It’s when the frequency and severity of your anxiety begins to leak into your everyday life, or worse, floods your everyday life, and paints detailed imaginings of terrible causes and effects that it is no longer normal, but a disorder.

And while we all have anxiety, only some of us suffer from an anxiety disorder.

The hair standing up on your arm when seeing a cop is one thing, even if you were only going 61 in a 55 and think those blue lights are intended for you. Vividly imagining the blue lights that race by you are headed to a horrible car accident involving a tractor trailer and someone in your immediate family four miles down the road, and picturing the scene as if it were produced by Emmanuel Lubezki on a Hollywood set frame by frame before, during, and after a fatal crash that may or may not—the answer is: likely not—have even taken place is a whole different ballgame.

That, my friend, is when you suffer from an anxiety disorder—whether you realize it or not. And every day that passes when you let anxiety run uncaged, wild and free, in your mind, feeding it a steady diet of panic and low- and high-level stresses, it grows stronger and stronger, affirmed in itself and its beliefs in the neurosis it brings to your mind and daily life.

Thoughts? Share in the comments below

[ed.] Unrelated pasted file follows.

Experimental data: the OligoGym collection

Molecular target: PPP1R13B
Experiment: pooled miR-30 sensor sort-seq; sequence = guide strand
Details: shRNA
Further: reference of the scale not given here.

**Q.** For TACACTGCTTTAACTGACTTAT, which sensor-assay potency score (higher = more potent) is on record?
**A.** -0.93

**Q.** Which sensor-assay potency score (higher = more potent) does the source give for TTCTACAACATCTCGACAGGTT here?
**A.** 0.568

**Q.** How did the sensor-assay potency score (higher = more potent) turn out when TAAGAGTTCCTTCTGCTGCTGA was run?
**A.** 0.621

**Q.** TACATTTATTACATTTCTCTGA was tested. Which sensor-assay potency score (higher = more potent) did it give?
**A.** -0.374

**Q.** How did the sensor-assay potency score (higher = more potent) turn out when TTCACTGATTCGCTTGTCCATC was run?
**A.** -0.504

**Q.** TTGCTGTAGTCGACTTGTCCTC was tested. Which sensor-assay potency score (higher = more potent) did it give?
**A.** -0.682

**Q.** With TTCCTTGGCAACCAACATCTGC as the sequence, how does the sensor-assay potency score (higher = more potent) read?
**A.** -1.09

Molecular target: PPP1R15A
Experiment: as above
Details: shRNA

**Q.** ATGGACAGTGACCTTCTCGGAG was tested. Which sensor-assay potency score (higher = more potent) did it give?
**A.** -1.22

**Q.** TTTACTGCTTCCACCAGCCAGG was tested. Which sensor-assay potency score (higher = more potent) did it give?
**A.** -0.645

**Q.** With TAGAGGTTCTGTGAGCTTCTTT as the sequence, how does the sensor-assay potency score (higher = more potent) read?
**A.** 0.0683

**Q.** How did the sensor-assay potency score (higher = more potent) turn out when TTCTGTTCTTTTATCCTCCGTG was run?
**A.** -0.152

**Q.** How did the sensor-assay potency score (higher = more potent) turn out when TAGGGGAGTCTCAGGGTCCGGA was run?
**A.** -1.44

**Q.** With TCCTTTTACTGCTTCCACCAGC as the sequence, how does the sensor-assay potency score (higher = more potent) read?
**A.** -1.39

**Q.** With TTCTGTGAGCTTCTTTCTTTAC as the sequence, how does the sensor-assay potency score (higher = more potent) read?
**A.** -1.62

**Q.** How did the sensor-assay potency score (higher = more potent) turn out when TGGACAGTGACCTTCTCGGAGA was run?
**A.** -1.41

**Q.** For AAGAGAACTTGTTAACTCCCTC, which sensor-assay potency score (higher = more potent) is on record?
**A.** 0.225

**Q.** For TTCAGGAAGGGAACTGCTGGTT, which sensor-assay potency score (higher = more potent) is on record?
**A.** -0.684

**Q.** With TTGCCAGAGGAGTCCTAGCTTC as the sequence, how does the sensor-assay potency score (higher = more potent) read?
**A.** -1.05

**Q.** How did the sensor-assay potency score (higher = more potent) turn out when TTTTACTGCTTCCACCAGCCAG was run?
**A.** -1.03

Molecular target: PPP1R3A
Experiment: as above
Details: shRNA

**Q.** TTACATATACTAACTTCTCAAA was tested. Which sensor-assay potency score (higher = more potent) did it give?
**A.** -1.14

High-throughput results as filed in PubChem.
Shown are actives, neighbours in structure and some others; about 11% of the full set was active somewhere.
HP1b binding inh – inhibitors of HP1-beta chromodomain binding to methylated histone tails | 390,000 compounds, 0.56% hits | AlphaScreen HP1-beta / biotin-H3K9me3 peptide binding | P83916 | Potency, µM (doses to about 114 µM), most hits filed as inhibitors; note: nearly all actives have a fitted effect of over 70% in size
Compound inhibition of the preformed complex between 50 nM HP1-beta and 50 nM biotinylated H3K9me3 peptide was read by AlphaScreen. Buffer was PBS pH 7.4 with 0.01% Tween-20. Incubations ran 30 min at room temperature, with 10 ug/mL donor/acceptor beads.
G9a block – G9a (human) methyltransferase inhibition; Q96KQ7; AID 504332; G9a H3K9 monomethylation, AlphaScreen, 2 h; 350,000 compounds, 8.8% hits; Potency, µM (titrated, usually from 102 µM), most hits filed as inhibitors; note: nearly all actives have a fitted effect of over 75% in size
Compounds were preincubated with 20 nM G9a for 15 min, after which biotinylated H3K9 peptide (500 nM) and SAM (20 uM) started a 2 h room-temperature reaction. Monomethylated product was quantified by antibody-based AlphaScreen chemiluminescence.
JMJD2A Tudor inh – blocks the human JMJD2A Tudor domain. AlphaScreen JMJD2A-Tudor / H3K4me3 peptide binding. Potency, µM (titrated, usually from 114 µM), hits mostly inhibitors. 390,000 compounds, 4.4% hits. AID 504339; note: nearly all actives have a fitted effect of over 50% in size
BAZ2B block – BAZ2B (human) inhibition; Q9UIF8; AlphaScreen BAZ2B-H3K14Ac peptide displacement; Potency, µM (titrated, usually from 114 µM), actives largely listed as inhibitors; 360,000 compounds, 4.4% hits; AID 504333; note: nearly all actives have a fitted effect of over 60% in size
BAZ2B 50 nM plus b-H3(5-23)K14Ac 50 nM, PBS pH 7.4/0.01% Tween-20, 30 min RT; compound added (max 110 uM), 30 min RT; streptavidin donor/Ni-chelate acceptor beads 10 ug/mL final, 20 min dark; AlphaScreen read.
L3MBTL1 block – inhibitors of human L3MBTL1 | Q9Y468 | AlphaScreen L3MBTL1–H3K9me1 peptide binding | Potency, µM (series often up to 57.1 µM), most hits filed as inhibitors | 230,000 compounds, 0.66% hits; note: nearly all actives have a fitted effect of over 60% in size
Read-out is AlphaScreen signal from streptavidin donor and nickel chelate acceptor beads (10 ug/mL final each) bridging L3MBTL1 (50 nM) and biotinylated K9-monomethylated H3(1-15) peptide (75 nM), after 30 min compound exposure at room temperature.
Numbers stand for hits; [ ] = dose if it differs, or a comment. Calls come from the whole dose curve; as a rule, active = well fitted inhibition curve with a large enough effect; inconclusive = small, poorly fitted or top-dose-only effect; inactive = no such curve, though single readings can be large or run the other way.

This post is part of the Overcoming Anxiety series. If you enjoyed this post or to follow this series, I invite you to subscribe to receive notifications of new posts by email. No spam, ever.

Photo: James St. John. “Saber toothed tiger re-construction.” Licensed under CC BY 2.0


2 replies on “Overcoming Anxiety: What is Anxiety?”

Jeff- my 10 year old has been diagnosed with anxiety disorder that is related mostly to fears of death. She has a horrible time when her dad travels because she sees things like you describe happening here when you see those blue lights pass you. I have been taking her to counseling for almost a year with no improvement – recently her counselor suggested meds. I talked to the pediatrician and after talking to myself and my daughter, she completely agreed. So we are trying it and are two weeks into it. It was a hard decision to have your 10 year old take Zoloft- but when she is unable to do sleepovers- or even go on a spring break trip with myself and her sister- for fear that her dad will die in a car accident if she isn’t here in the same town– I have to try something else to help her.